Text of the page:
The advantage of high-yield savings

Online banks, and now fintech companies like Wealthfront, are leaving traditional brick-and-mortar banks in the dust when it comes to the interest rates offered on savings accounts. Yet many Americans have no idea.

A full 62 percent of people surveyed by WalletHub last year did not realize online-only banks tend to offer higher rates and lower fees. Online banks offer savings options with interest rates that are roughly six times higher, on average, than local banks and credit unions nationwide, according to an analysis by performed in January.

Depending on what state you're in, the difference can be even more dramatic. Oklahoma offers the highest average interest on a savings account, at 0.39%, according to DepositAccounts. Arkansas brick-and-mortar banks offers the lowest average: 0.13%.

How to bank online

"People are still a little worried about online banking or Internet-only banks," Ken Tumin, founder of, told CNBC Make It earlier this year.

The safety and security of these banks is one concern people have, he says, and the other, perhaps more common, worry is how much access you have to your money. "That really discourages people from trying an online bank or trying these online savings accounts," Tumin says.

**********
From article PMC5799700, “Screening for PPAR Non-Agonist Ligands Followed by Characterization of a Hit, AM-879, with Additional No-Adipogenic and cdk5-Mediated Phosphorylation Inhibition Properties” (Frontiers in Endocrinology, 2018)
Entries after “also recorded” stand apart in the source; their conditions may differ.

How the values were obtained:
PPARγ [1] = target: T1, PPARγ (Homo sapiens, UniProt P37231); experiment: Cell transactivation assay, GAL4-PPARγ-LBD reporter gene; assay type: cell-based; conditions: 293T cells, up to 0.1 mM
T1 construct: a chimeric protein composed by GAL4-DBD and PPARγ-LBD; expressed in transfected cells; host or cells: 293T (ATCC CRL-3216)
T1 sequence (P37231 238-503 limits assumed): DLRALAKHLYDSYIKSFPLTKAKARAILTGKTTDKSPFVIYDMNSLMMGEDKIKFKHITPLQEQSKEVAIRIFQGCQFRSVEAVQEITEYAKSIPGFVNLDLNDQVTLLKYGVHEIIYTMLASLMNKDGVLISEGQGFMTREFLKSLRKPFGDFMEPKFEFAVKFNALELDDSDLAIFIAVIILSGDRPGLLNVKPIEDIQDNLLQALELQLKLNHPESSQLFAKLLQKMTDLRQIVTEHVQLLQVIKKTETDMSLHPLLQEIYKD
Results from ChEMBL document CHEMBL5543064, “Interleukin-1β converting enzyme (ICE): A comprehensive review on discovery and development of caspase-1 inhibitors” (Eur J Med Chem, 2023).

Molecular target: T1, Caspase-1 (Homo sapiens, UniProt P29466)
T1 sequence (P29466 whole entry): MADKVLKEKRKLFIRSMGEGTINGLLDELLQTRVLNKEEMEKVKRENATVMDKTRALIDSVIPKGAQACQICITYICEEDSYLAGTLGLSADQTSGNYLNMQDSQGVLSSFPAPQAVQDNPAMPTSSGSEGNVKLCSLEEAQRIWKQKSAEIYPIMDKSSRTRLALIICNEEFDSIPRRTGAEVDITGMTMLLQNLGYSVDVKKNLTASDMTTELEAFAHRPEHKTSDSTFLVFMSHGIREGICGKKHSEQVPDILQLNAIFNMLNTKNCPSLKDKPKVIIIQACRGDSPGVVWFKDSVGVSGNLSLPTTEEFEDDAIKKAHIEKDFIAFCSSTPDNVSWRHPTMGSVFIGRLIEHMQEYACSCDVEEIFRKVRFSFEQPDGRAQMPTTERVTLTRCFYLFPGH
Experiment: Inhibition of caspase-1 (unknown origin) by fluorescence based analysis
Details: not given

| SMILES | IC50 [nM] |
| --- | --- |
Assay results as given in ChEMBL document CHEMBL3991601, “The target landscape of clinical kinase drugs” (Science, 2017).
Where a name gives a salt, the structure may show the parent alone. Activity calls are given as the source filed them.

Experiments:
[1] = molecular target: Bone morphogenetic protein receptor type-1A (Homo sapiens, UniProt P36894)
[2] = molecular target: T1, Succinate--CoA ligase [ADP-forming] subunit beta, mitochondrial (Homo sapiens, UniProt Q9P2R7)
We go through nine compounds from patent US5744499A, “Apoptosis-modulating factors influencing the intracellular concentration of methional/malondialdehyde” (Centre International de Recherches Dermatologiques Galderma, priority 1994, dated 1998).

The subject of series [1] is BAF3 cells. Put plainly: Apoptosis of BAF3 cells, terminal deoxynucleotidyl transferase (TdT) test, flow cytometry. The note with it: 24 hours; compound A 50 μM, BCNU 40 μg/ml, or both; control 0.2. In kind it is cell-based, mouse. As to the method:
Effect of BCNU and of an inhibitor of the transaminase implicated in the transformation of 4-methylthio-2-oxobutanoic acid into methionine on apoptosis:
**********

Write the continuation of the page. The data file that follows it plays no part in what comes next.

About two-thirds of Americans, 65%, consider it important for a bank to have a branch, according to PricewaterhouseCoopers's 2018 Digital Banking Consumer Survey. It can be a real sticking point: One in four people say they wouldn't open an account with a bank that doesn't have at least one physical branch near by.

Yet online banks offer workarounds. You may not be able to have conversations with a teller, but with Wealthfront, you can email with questions. And Marcus, for example, offers a live chat feature that connects you with a savings specialist seven days a week. Online savings accounts can be a great option for emergency savings that you don't want to be easily accessible.

To deposit money, generally, you can set up a direct deposit from your paycheck into the online savings account, or you can transfer money to it from another bank account. If you need access to your money, Wealthfront says it takes one to three days for it to be transferred to your bank account. It's working on a way for current customers to move money between their cash and investment accounts.

Additionally, Wealthfront says it's considering adding future features to its cash account that include debit card and ATM access, direct deposit, bill pay, checks and mobile check deposit.

Overall, Tumin says, "Opening a savings account at an online bank is often the easiest and best way to take advantage of higher rates."

Don't miss: The best high-yield savings accounts

Like this story? Subscribe to CNBC Make It on YouTube!

Money expert David Bach: Here’s how much you should have in your emergency fund
Money expert David Bach: Here’s how much you should have in your emergency fund